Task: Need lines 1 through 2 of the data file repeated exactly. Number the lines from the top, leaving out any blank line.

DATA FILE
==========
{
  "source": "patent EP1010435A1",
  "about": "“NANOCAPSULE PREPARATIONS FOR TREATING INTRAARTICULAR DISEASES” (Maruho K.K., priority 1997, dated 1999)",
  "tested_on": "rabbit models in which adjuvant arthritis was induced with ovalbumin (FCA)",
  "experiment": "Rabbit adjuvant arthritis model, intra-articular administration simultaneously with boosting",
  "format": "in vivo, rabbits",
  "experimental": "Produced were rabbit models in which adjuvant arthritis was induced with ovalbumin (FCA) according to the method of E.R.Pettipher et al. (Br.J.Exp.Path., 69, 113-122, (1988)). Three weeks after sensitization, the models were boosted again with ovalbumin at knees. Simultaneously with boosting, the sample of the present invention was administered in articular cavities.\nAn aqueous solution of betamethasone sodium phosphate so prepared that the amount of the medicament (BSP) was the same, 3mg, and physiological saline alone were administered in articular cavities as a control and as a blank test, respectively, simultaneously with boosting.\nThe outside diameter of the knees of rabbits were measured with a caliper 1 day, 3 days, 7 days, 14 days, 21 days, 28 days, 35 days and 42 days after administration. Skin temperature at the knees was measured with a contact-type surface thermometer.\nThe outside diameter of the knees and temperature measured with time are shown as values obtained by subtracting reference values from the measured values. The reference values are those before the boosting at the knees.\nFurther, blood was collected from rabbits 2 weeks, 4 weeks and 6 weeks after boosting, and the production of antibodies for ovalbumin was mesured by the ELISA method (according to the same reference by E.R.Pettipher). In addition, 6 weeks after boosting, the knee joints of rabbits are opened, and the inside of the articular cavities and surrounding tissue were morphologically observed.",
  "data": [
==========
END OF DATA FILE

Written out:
{
  "source": "patent EP1010435A1",